Can’t take clean water for grantedby Fran Alexander | August 31, 2021 at 1:00 a.m.
Over my many decades as a homeowner and having experienced life in both a big city (Houston) and an Arkansas rural county (Newton), I’ve learned a lot about necessities. In my book, water tops every list.
We depended on well water in Newton County, but it was very limited so we learned how to wash dishes using only a gallon. We’d flush sparingly sometimes using saved bath water; we siphoned rainwater from the roof gutters into our cistern-like well; and we bought our drinking water in 5-gallon bottles.
During our once a week trip into Jasper, I’d start our dirty clothes washing at the laundromat and go next door to take care of my shopping at Bob’s Grocery. Such is the efficiency of a small town. When we moved into medium-sized Fayetteville, we felt really spoiled to have drinkable and dependable water.
People rarely get excited over water until nothing is coming out of their spigot. My goal lately in writing about this most precious of liquids is to acquaint the thousands of newcomers to this region with where their water comes from, what watershed provides it, and how people impact water quality and supply.
Last time I wrote about the Illinois River Watershed Partnership that advocates for water quality on the western flanks of Rogers, Benton-ville, Springdale and Fayetteville. But those four primary cities, and the smaller secondary ones that they supply with wholesale water, all depend on the Beaver Water District. It is the largest drinking water provider in Northwest Arkansas serving over a half a million people (about one in six Arkansawyers).
The Beaver Lake-White River watershed that feeds the district’s supply stretches east past Huntsville, north as far as Gateway, south to Winslow and into Crawford County, and its west rim runs through parts of the four larger cities. (“Watershed Maps” at: www.bwdh2.orgdetail the boundaries. To see which watershed you live in, go to: https://watersheds.cast.uark.edu/find_your_watershed.html)
The history of the dam, finished in 1966, that impounded the White River to form the reservoir is documented on the website in, “Beaver Lake: NW Arkansas’ Ace In The Hole.”
That web location is also packed with video tours of the treatment facilities and educational materials, which include lesson plans, events, games, experiments and even a virtual science fair.
The district has three independent water treatment plants to furnish the area’s needs. The four primary cities’ resource demand in 1973 was about 15 million gallons per day (mgd). Data in 2019 reported the treated demand average at 55 mgd and a peak summer day may reach 90 mgd. The pumping capacity the district has at its intake at the lake is 150 mgd. How water quality becomes degraded and addressing that harm boils down to understanding that water flows downhill and picks up stuff as it travels.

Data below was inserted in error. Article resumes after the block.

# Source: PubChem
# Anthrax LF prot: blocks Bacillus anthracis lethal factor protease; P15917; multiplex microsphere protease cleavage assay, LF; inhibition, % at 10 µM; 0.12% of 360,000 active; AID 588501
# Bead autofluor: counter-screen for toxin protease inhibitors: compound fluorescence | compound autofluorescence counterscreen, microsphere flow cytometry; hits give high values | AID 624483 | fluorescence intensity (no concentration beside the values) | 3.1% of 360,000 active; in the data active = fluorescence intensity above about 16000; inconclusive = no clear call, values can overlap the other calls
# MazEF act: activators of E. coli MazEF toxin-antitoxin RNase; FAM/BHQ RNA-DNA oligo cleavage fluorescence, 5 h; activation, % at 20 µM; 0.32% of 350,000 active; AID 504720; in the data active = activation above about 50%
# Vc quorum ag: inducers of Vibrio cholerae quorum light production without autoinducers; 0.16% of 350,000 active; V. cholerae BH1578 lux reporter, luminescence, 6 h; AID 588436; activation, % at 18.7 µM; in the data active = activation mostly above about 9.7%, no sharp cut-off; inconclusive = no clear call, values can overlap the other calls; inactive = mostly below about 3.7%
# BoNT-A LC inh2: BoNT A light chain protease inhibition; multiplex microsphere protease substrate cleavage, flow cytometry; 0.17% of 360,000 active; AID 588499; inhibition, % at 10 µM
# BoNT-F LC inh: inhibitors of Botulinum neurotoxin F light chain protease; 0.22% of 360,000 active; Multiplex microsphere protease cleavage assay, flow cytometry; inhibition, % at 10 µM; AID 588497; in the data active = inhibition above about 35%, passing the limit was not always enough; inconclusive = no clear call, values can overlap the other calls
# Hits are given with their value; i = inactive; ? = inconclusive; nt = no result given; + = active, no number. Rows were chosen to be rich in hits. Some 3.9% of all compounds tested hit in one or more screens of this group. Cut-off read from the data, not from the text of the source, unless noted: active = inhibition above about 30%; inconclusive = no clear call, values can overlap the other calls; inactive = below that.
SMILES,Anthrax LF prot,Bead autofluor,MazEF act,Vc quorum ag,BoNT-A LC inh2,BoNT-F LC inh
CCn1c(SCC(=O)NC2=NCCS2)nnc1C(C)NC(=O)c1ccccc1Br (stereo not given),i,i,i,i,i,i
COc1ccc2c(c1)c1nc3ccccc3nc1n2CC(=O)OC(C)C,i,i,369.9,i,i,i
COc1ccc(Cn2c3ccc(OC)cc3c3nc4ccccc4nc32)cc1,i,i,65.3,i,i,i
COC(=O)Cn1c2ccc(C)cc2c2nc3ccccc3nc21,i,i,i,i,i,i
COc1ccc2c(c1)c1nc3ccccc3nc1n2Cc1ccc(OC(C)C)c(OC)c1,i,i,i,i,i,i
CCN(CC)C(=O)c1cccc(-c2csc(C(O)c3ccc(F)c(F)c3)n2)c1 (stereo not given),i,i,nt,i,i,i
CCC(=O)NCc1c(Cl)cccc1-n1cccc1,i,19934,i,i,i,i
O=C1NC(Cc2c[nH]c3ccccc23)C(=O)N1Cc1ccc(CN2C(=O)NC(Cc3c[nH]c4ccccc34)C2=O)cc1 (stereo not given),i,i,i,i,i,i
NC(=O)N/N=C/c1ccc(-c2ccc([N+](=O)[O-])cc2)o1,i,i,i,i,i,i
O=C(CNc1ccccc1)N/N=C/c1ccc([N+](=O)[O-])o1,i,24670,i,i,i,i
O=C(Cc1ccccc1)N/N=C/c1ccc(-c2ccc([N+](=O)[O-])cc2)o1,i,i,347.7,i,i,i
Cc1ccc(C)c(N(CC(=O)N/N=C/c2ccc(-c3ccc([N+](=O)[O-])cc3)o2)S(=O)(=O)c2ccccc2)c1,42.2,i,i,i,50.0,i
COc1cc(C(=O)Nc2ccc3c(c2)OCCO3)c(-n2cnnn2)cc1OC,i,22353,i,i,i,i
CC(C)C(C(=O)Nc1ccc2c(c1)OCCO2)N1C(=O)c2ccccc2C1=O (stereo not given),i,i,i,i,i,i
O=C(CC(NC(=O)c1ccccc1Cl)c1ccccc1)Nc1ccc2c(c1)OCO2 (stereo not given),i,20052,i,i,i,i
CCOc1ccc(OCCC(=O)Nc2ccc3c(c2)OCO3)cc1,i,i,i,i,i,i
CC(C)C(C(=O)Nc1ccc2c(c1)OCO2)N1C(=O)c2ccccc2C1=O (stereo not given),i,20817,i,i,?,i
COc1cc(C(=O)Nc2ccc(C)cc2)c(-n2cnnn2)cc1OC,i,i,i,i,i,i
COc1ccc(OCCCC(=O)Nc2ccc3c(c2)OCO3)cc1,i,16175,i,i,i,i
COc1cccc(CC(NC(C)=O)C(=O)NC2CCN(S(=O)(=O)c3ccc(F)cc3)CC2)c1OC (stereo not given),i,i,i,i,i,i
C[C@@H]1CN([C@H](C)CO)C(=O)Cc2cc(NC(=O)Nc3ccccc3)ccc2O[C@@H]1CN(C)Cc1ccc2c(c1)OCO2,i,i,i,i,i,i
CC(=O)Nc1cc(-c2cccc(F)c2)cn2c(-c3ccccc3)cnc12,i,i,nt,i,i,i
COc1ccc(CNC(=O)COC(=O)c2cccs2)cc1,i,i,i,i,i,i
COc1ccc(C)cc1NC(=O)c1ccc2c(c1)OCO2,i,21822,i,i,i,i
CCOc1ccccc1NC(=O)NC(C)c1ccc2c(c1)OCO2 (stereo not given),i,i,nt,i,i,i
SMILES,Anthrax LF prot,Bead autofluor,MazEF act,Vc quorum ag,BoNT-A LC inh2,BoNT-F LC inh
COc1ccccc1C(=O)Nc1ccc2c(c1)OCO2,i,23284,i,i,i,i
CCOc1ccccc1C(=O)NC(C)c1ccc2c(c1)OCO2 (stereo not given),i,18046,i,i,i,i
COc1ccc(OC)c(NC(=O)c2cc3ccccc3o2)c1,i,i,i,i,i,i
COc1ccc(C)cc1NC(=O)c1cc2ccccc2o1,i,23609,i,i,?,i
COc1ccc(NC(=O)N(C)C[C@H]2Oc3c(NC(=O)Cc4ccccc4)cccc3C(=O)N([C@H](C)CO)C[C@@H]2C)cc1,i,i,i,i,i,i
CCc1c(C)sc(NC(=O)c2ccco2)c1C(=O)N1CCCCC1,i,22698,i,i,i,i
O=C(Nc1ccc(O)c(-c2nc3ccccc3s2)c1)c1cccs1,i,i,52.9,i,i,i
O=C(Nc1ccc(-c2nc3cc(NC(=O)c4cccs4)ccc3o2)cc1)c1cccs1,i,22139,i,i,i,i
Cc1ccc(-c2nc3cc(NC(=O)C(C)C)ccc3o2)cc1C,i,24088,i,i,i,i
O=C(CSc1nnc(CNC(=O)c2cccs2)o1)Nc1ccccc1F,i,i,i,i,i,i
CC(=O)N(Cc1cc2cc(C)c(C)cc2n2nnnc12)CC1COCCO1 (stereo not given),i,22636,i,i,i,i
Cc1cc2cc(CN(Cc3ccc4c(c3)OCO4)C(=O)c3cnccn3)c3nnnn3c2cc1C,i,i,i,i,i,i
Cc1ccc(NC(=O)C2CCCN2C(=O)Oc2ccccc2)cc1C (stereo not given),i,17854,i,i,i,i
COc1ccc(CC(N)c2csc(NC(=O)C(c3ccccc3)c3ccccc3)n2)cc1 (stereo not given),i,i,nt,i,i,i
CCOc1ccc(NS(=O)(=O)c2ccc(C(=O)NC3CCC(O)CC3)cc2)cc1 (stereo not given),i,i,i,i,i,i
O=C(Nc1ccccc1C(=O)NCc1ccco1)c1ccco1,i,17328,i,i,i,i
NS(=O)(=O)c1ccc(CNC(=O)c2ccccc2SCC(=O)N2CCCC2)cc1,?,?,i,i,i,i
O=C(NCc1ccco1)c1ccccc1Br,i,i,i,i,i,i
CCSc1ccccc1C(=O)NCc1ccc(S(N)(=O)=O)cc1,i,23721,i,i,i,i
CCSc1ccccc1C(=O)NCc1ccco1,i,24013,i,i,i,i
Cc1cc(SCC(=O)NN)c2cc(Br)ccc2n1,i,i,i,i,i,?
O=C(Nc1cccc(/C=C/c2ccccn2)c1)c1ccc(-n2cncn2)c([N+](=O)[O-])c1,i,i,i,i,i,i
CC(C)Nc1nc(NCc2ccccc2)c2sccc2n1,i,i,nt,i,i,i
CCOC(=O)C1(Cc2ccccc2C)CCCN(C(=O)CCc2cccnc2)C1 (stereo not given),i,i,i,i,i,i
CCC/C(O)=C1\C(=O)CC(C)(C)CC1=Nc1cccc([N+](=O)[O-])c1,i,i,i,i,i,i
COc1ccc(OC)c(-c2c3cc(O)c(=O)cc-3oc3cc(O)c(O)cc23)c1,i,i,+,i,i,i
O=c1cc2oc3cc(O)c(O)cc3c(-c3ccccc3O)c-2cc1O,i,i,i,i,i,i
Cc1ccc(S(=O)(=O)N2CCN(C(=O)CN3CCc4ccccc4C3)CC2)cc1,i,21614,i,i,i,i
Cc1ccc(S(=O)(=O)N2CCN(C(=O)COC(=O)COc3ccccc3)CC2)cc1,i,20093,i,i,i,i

District information states, “Lake water quality is still good but under stress due to rising levels of sediment and algae-feeding nutrients,” and “45% of the watershed is ranked moderate to severe in erosion hazard potential.”
We all need to comprehend that anything that stirs up dirt, like road building and building developments, can send that dirt into creeks and rivers. So, to protect water we have to also protect land and its vegetation. The old adage about “an ounce of prevention is worth a pound of cure,” really rings true against the high costs of cleaning water for its next use and for our next drink.
Our beloved Buffalo River’s threatened watershed from hog manure taught us some hard geological lessons about water passing through fractured and soluble limestone karst. Anything that goes on or under the ground can go into the water.
The district’s information warns that, “78% of the watershed is very limited for conventional septic system suitability.” And, clean water advocates even emphasize that dog poop is a real problem so please, clean up after Fido and Rover!
In Houston our water adventures were in the extremes of drought and flood. In Newton County we learned that every drop was precious. In Fayetteville we’ve led a charmed life water-wise, but I’ll never take water for granted thanks to knowing what life is like without its abundance. If this region does reach 800,000 population by 2040, as has been projected, we need to respect our water supply and practice sustainability of this resource that we cannot live without.
As goes its water, so goes Northwest Arkansas.